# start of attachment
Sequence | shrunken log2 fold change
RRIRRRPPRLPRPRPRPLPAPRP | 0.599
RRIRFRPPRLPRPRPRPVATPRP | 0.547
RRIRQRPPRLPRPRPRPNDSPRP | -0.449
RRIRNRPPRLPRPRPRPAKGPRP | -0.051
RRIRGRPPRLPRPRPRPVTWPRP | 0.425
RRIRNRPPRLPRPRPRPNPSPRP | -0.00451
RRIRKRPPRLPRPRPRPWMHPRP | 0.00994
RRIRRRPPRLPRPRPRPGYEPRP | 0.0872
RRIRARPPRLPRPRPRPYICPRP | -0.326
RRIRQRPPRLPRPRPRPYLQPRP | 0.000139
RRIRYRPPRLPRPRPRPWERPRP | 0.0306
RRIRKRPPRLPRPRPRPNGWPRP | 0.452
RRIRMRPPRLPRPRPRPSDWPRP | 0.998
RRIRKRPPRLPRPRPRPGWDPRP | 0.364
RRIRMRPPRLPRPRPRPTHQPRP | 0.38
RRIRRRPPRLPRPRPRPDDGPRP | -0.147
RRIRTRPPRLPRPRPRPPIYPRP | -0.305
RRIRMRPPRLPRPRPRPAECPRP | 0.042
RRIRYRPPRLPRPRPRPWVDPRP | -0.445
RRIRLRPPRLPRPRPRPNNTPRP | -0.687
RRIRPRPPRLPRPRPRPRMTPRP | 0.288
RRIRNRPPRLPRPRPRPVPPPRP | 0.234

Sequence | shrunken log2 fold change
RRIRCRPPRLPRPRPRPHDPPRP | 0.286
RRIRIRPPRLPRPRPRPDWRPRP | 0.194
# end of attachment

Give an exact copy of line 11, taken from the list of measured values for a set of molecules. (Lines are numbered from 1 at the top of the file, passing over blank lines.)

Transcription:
RRIRQRPPRLPRPRPRPYLQPRP | 0.000139